Like everything else, it’s the best and worst times for documentaries. With the Tribeca Film Fest afoot once again, it’s glaringly apparent how much weight docs can have in the cultural marketplace. If you could choose between TFF selections “Beware the Gonzo” and “Spork” or the Elliot Spitzer documentary and “Freakonomics,” which would you choose? The fact that Alex Gibney was chosen to speak at this year’s Tribeca Film Festival opening press conference (where was Eddie Burns this year?) is another sign of nonfiction’s import. Tribeca’s docs are always better than its dramas, and you know, most people say the same thing about Sundance, too.
Nearly five years ago, I attended the kick-off screening for the “Stranger than Fiction” documentary series: of Doug Block’s “51 Birch Street.” The screening was held in one of the smaller venues at the IFC Center upstairs. Earlier this week, I returned to Stranger than Fiction for Block’s follow-up “The Kids Grow Up.” Held in the large auditorium downstairs, filled with a packed audience of documentary notables, and a week after Stranger than Fiction announced its very own bona-fide nonfiction film festival for the fall, it was clear to me — again — how docs have become a central facet of indie film. For further evidence, look at what’s out in theaters. Which are you more excited about: Banksy’s “Exit Through the Gift Shop,” or the half dozen muddled indie dramas out there?
When I first saw “51 Birch Street,” I was surprised at how much the film snuck up on me, emotionally. “It’s impossible to watch “Birch Street” without thinking about one’s own family and relationships,” I wrote. “Perhaps in its convivial construction, first-person telling, and the fact the Doug is such a nice guy, the film has an openness that allows for viewers to enter contemplation about their own lives in a profound way. I’ve often felt that the personal documentary has overstayed its welcome, but “Birch Street” reaffirms my faith in the form.”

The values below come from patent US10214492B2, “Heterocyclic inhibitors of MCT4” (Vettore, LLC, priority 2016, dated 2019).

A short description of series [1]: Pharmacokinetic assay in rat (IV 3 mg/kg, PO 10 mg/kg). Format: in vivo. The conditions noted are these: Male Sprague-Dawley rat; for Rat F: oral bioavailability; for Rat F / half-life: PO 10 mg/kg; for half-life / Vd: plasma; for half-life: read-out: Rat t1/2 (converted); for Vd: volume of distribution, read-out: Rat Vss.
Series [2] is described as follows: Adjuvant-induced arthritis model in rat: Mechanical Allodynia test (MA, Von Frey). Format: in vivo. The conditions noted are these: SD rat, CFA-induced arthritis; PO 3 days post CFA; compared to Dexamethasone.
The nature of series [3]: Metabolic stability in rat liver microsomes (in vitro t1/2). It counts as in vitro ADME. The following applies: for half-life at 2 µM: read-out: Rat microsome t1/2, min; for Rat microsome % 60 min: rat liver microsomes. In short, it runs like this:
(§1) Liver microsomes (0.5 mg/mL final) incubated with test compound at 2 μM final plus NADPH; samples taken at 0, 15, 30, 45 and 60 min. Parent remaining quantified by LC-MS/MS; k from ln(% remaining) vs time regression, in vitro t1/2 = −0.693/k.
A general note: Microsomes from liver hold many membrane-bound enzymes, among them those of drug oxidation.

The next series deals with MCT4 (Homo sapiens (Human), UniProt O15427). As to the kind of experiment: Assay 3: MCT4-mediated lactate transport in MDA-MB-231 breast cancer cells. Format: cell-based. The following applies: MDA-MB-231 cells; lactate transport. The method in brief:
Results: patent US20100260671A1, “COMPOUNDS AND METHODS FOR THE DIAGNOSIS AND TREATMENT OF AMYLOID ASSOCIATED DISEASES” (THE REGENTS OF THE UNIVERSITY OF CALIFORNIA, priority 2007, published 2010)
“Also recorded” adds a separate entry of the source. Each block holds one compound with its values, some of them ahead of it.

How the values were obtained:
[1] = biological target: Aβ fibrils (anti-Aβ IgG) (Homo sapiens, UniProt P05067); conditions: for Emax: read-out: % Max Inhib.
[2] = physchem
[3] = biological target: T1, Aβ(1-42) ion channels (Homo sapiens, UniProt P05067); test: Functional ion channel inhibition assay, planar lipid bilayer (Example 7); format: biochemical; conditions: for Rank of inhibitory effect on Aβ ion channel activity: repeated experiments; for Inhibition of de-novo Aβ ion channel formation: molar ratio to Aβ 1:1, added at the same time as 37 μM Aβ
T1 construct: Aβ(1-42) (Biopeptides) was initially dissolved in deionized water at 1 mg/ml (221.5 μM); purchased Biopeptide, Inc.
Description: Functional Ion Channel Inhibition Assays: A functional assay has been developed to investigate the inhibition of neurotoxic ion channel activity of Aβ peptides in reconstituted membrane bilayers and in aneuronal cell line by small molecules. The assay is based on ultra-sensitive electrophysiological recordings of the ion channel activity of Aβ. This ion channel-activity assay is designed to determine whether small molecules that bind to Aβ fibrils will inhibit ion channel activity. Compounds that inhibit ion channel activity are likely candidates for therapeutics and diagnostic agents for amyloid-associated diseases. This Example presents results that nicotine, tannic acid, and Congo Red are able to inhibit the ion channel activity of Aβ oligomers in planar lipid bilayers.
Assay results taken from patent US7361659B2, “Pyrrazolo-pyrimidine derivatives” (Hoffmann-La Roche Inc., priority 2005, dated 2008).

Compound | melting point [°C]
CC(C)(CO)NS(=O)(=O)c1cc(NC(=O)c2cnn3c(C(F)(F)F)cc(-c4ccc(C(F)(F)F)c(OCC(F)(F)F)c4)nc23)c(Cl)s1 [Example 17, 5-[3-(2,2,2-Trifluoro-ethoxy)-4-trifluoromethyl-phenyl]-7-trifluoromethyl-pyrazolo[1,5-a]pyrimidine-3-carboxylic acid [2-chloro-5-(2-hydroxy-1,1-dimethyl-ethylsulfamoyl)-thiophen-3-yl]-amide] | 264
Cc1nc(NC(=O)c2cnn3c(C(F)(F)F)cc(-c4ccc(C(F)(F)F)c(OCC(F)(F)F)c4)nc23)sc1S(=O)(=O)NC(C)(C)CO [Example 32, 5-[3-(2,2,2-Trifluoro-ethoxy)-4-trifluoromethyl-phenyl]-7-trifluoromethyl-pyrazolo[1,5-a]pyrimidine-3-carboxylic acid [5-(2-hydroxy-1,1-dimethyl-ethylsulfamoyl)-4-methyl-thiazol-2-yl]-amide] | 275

I could say the same for Block’s worthy follow-up “The Kids Grows Up.” As Block examines his relationship to his daughter, leaving home to go to college for the first time, he addresses the deeply personal and emotionally fraught experience of watching your baby leave the nest. (And while it’s about a father missing his daughter, it’s also about a cameraman missing his most willing, charismatic subject, the wry 9-year-old performer, to the young adult who wants that camera out of her face.)
And as with “51 Birch Street,” he takes a subject that’s so basic to all of our lives, and yet one that we may never have truly confronted. Certainly, I never thought about what my parents felt when I left home. (It was all about me, of course.) Block is also smart to leave the camera on his subjects. Even though the film is ostensibly autobiographical, he focuses his lens on his daughter, his wife, and everyone else around him, which saves the project from navel-gazing, ultimately making it a profound, and utterly relatable, contemplation of parenthood, aging and youth’s swift passing.